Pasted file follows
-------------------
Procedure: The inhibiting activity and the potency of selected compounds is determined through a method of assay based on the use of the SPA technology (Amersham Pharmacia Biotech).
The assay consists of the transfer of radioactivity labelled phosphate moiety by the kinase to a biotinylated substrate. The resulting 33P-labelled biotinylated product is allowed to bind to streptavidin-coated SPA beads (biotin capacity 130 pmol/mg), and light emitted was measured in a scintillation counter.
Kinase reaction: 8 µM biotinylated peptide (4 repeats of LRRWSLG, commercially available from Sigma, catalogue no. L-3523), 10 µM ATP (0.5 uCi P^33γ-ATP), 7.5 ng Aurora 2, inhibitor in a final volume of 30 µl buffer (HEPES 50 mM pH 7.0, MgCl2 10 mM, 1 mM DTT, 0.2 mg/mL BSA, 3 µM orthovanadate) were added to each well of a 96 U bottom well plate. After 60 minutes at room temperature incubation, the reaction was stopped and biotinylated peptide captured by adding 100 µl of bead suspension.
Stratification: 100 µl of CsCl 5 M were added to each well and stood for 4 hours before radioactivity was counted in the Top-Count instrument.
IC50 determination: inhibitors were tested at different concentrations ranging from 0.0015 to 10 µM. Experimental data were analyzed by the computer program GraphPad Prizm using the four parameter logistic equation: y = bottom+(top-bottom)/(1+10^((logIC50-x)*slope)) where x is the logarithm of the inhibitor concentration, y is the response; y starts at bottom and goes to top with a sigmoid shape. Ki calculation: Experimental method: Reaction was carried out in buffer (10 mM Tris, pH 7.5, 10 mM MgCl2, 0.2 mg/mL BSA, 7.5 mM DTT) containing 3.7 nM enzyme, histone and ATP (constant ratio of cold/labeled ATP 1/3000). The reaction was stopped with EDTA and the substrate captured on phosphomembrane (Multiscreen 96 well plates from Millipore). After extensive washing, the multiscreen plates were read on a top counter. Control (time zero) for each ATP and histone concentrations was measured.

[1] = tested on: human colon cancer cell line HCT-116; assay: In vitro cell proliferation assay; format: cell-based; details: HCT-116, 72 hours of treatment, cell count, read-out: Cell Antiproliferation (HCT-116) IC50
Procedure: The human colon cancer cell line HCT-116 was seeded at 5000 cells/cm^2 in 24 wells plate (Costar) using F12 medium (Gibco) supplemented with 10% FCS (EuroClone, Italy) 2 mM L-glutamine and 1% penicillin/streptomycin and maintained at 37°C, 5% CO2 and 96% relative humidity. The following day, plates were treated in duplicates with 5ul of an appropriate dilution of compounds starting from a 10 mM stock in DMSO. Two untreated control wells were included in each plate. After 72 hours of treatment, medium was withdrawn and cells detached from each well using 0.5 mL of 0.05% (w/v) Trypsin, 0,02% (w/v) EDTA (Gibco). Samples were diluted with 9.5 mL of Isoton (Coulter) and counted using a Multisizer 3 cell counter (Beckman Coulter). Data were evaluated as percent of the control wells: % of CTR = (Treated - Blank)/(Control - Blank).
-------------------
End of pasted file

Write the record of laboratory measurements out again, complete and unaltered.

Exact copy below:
Procedure: The inhibiting activity and the potency of selected compounds is determined through a method of assay based on the use of the SPA technology (Amersham Pharmacia Biotech).
The assay consists of the transfer of radioactivity labelled phosphate moiety by the kinase to a biotinylated substrate. The resulting 33P-labelled biotinylated product is allowed to bind to streptavidin-coated SPA beads (biotin capacity 130 pmol/mg), and light emitted was measured in a scintillation counter.
Kinase reaction: 8 µM biotinylated peptide (4 repeats of LRRWSLG, commercially available from Sigma, catalogue no. L-3523), 10 µM ATP (0.5 uCi P^33γ-ATP), 7.5 ng Aurora 2, inhibitor in a final volume of 30 µl buffer (HEPES 50 mM pH 7.0, MgCl2 10 mM, 1 mM DTT, 0.2 mg/mL BSA, 3 µM orthovanadate) were added to each well of a 96 U bottom well plate. After 60 minutes at room temperature incubation, the reaction was stopped and biotinylated peptide captured by adding 100 µl of bead suspension.
Stratification: 100 µl of CsCl 5 M were added to each well and stood for 4 hours before radioactivity was counted in the Top-Count instrument.
IC50 determination: inhibitors were tested at different concentrations ranging from 0.0015 to 10 µM. Experimental data were analyzed by the computer program GraphPad Prizm using the four parameter logistic equation: y = bottom+(top-bottom)/(1+10^((logIC50-x)*slope)) where x is the logarithm of the inhibitor concentration, y is the response; y starts at bottom and goes to top with a sigmoid shape. Ki calculation: Experimental method: Reaction was carried out in buffer (10 mM Tris, pH 7.5, 10 mM MgCl2, 0.2 mg/mL BSA, 7.5 mM DTT) containing 3.7 nM enzyme, histone and ATP (constant ratio of cold/labeled ATP 1/3000). The reaction was stopped with EDTA and the substrate captured on phosphomembrane (Multiscreen 96 well plates from Millipore). After extensive washing, the multiscreen plates were read on a top counter. Control (time zero) for each ATP and histone concentrations was measured.

[1] = tested on: human colon cancer cell line HCT-116; assay: In vitro cell proliferation assay; format: cell-based; details: HCT-116, 72 hours of treatment, cell count, read-out: Cell Antiproliferation (HCT-116) IC50
Procedure: The human colon cancer cell line HCT-116 was seeded at 5000 cells/cm^2 in 24 wells plate (Costar) using F12 medium (Gibco) supplemented with 10% FCS (EuroClone, Italy) 2 mM L-glutamine and 1% penicillin/streptomycin and maintained at 37°C, 5% CO2 and 96% relative humidity. The following day, plates were treated in duplicates with 5ul of an appropriate dilution of compounds starting from a 10 mM stock in DMSO. Two untreated control wells were included in each plate. After 72 hours of treatment, medium was withdrawn and cells detached from each well using 0.5 mL of 0.05% (w/v) Trypsin, 0,02% (w/v) EDTA (Gibco). Samples were diluted with 9.5 mL of Isoton (Coulter) and counted using a Multisizer 3 cell counter (Beckman Coulter). Data were evaluated as percent of the control wells: % of CTR = (Treated - Blank)/(Control - Blank).